Calvin and Idelette’s home was famous for its hospitality. One guest to their home wrote to the couple, “Your hospitality in the name of Christ is not unknown to anybody in Europe.” One of Calvin’s personal friends, Theodore Beza, recounts several times in which Calvin invited people with disputes or questions into his home fora meal. As they relaxed and enjoyed their meals, they would inevitably end up talking about whatever it was that had troubled them, and usually in a peaceable manner. Friendship extended over a table of steaming platters did much to soothe a troubled heart. Beza describes Calvin’s “remarkable affability,” revealed in how “he could meet the very young on their own level when the need arose,” and how he demonstrated great “gentleness… in bearing with the weaknesses and failings of others.”
He was also a fascinating conversationalist because of his great knowledge and memory. “If someone brought up the subject of particular things that he had witnessed in the past, whether in France, Italy, or Germany, [Calvin] would be able to talk about them, mentioning people and places by name and turning the discussion to good account.”
One preacher who enjoyed the hospitality of the Calvin house was John Knox, the famous reformer of Scotland. He greatly admired Calvin and had many questions for him, especially about his opinion on women in a civil office of authority. He was also astonished to find that “the Theologian” Calvin liked to play a game of “clef” after dinner! When all the dishes were cleared from the table, two objects—books or bottles perhaps—were set up at the opposite end of the table as “goal posts.” Each player was to slide a key across the table so it went between the two objects but did not fall off the other side of the table. Local lore also holds that he enjoyed playing lawn bowling too. This was a simple game of rolling a ball across the lawn, attempting to hit or touch a certain object.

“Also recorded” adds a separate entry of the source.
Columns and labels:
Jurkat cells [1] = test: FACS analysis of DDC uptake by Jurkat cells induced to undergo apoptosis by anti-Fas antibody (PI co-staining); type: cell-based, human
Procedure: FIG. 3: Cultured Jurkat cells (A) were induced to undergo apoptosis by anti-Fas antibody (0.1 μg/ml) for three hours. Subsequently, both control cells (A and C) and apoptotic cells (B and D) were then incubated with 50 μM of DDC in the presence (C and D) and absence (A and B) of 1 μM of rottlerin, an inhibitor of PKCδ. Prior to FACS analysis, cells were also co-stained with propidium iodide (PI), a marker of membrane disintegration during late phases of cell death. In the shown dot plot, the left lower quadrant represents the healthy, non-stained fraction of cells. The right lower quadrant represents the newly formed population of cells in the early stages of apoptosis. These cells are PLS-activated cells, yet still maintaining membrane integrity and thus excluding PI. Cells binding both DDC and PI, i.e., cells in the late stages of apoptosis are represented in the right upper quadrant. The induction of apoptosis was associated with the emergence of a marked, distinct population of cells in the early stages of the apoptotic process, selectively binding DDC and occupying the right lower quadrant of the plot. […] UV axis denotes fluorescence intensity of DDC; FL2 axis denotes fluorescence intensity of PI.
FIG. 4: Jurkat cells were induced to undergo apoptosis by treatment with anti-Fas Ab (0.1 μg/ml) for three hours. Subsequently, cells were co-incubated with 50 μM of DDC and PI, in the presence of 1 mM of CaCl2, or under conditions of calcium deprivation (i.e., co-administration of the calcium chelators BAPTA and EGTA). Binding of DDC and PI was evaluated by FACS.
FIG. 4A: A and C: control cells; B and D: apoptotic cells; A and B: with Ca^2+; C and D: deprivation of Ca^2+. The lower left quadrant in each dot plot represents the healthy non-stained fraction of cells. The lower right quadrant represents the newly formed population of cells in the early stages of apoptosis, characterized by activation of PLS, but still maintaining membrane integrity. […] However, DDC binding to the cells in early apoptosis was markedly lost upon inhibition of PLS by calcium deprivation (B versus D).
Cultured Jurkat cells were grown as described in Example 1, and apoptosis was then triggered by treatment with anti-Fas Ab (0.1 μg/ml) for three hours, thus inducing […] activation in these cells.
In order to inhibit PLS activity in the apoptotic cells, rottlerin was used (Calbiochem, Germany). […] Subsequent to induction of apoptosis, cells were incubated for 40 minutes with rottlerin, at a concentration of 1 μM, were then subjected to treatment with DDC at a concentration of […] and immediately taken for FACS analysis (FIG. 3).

Sometimes Calvin and Idelette took their visiting friends on a tour of the countryside, introducing them to other friends along the way. Writing to his friend Viret, Calvin dangles a tempting itinerary, hoping he’ll stay.
“Someone told me that you are inclined to come to Geneva. I have seized the hope with as much fervor as if you were already here. If such is truly your intention, come Saturday. Your arrival could not be more timely. You will preach for me Sunday morning in the city so that I can preach at Jussy, and join me after dinner. We’ll take a visit to Monsieur de Falais; then, crossing the lake, we’ll enjoy the pleasures of the country together at the home of our friends Pommier and Delisle, and we shan’t return until Thursday. The day following, if you’d like to go to Tournay or Bellerive, I’ll accompany you. Above all, you can count on the warmest reception.” (“Les Amitiés de Calvin,” Bulletin de la Société de L’Histoire du Protestantisme Français (Paris, 1864), page 93. Author’s translation.)
The warmest reception. Those who know little of Calvin’s theology and even less of the man himself assume that he was austere, judgmental, and scared people away. Yet both those who disagreed with him and those who were his closest friends were invited into his home for a warm meal, invigorating and affirming conversation, with games on the lawn to finish off the day.